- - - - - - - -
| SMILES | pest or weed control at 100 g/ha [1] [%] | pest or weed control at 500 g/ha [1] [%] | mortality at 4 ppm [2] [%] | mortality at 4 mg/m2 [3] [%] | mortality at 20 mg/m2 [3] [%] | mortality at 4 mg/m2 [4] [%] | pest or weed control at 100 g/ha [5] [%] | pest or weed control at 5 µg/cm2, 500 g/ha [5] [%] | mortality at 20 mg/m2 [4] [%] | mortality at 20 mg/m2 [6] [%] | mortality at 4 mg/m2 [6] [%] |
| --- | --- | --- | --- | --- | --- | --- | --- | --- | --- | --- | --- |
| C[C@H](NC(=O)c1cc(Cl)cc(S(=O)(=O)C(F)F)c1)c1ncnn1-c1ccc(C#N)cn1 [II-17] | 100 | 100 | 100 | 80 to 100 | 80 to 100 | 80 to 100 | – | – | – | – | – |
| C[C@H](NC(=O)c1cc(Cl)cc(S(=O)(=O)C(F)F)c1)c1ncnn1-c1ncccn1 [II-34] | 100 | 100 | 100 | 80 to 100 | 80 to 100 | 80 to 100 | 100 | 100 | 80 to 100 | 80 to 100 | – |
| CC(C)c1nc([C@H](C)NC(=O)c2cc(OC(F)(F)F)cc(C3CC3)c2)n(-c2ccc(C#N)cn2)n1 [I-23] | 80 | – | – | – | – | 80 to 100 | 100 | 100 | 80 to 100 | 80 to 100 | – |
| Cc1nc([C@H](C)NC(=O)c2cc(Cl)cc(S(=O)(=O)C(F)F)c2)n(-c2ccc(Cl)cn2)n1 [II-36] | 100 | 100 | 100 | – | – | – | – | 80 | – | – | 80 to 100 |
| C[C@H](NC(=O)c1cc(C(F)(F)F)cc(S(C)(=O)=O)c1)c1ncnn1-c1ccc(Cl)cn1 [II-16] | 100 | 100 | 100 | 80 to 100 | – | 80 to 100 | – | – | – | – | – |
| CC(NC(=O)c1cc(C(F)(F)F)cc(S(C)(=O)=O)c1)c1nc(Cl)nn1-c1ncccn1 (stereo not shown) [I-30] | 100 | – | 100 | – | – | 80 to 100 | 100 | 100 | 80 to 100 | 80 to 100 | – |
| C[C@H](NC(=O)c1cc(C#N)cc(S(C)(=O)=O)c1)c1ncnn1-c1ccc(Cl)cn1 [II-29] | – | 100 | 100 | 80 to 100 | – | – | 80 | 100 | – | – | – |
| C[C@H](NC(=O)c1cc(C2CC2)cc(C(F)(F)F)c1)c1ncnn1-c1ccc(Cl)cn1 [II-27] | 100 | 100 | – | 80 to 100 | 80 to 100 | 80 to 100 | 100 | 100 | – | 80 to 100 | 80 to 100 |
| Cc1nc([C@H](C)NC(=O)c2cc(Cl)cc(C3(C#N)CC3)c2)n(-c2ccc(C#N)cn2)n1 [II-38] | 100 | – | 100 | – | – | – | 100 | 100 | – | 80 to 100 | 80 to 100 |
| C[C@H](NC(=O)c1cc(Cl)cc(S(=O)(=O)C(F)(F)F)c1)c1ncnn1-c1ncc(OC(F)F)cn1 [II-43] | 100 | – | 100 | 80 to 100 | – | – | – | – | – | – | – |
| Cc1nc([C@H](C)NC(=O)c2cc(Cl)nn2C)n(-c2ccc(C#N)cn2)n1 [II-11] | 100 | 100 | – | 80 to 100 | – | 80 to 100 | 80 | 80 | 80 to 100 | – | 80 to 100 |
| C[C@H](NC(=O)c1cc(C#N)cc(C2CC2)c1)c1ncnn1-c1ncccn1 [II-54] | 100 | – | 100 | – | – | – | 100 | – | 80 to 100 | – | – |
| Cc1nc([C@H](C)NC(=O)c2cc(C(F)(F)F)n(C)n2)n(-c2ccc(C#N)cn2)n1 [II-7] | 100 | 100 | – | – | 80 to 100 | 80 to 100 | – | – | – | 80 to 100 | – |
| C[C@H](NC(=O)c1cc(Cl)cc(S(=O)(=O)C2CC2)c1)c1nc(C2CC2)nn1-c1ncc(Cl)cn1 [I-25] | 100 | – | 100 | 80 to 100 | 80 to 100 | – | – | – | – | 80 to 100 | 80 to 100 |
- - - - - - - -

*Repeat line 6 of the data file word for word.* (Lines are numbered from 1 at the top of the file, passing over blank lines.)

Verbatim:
| Cc1nc([C@H](C)NC(=O)c2cc(Cl)cc(S(=O)(=O)C(F)F)c2)n(-c2ccc(Cl)cn2)n1 [II-36] | 100 | 100 | 100 | – | – | – | – | 80 | – | – | 80 to 100 |